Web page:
Go into any Japanese supermarket’s “Fruit and Vegetable” section and I guarantee that you’ll find a stack of kiwifruits larger than that of cherries, apples and oranges combined. Over the last couple of years overall fruit sales have fallen by 10% in Japan. But according to the Fresh Fruit Portal, kiwifruit sales have grown by a third in two seasons. In fact the Japanese market accounts for 16% of global sales.
In Japan, fruit isn’t cheap. It’s actually a bloody ripoff. A single apple can cost anywhere from 150 yen (£1.02) to 400 yen (£2.72). Meanwhile a decent melon can cost up to 3000 yen (£20) and even higher. But do these steep prices account for a tastier fruit? Not really, and that’s why many Japanese people don’t buy much fresh fruit these days. Even cakes topped with strawberries are noticeably more expensive than those without.
Japan’s fruit and vegetables are seasonal-based, meaning that certain items will be readily available at different times. Back home, the UK mainly imports its fruit from around the world. We get strawberries from Spain, bananas from Cameroon and oranges from South Africa. That means that most fruit is available all year round and at a much cheaper price, unlike here in Japan. I’d guess that given a “taste test” between an British-grown orange and one from South Africa, I’d struggle to tell much difference. But Japan’s pride in its home-grown produce has exacerbated prices and the nation’s “attitude” towards fruit and vegetable. Imports are seen as lower quality and unbefitting of a place in the fridge. Though I exaggerate a touch.
Yet the popularity of New Zealand kiwifruits continues strong. The price may have something to do with it. At around 100 yen, it’s one of the cheaper options available. But back in the UK, I can get two for the same price. The more likely reason is the stellar marketing from their New Zealand distributor, Zespri. Unbeknownst to me, New Zealand actually produces about 30% of the kiwifruit market. Last year, the Zespri International (Japan) office was awarded the 2016 “Good Design Award” based on the company’s media and publicity efforts. They underwent a bit of an overhaul, scrapping the dated imagery in favour of a more modern and memorable approach.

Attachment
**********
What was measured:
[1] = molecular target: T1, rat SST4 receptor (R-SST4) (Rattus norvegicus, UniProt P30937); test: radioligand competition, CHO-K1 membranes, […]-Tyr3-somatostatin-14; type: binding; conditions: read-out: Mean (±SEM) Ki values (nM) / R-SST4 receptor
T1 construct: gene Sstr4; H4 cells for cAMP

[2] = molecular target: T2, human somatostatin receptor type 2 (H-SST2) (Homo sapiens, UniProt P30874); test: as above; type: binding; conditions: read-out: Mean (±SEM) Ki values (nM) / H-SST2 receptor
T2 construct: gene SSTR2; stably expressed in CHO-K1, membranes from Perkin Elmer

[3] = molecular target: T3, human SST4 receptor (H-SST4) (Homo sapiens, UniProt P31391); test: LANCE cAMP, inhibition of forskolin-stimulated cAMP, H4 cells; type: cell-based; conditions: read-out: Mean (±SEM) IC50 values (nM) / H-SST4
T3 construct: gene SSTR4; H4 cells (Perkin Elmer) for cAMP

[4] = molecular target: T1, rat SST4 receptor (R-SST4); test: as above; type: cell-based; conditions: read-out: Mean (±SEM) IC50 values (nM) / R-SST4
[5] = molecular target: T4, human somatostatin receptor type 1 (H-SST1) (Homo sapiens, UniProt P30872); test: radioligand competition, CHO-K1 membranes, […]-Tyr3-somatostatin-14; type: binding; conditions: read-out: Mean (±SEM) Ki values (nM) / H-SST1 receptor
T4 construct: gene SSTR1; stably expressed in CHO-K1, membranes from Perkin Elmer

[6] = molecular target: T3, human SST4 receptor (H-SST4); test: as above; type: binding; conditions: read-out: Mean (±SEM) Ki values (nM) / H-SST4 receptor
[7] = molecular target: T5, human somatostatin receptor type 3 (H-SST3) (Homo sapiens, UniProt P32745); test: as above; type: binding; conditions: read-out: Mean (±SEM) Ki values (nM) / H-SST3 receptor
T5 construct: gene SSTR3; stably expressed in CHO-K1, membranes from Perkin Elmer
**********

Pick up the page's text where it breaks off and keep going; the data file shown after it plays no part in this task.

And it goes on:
Like with the majority of Japanese companies, brands and even individual cities, Zespri have two mascots; “Green” and “Gold”, know as “The Kiwi Brothers”. Basically a designer thought about sticking some arms, legs and eyes onto a kiwifruit, whilst taking clear inspiration from Pac-man. There’s nothing more to them than that, yet they proven to be a success. That sort of marketing is essential to a company’s survival. Stick a well-known actor, comedian or band alongside your product and you’re bound to see an increase in interest and subsequent sales. Promote your car insurance with a cute animal character and theme song, and people will remember your brand. I frequently see kids pointing at the “Kiwi Brothers” plush toys above the fruit stalls. In fact, one of my birthday presents from my girlfriend was those plush toys. They’re sat in my room with the rest of the soft toys that everyone seems to acquire whilst living in Japan.
Ironically though, I’ve never actually been too fond of the fruit. I’ve eaten it countless times in fruit salads, smoothies and juices. But I’ve yet to be convinced that kiwifruit can be enjoyed by itself. But this Japanese “Kiwi craze” seems to be forecast to continue through the summer with other companies such as Fanta introducing kiwifruit flavoured drinks. I tried one. It wasn’t very good. Even the cocktail bar that I sometimes go to has started serving Kiwi cocktails. I drank one. It was pretty good. Who knows what fruit will take the country by storm? Hopefully it’s not gooseberries.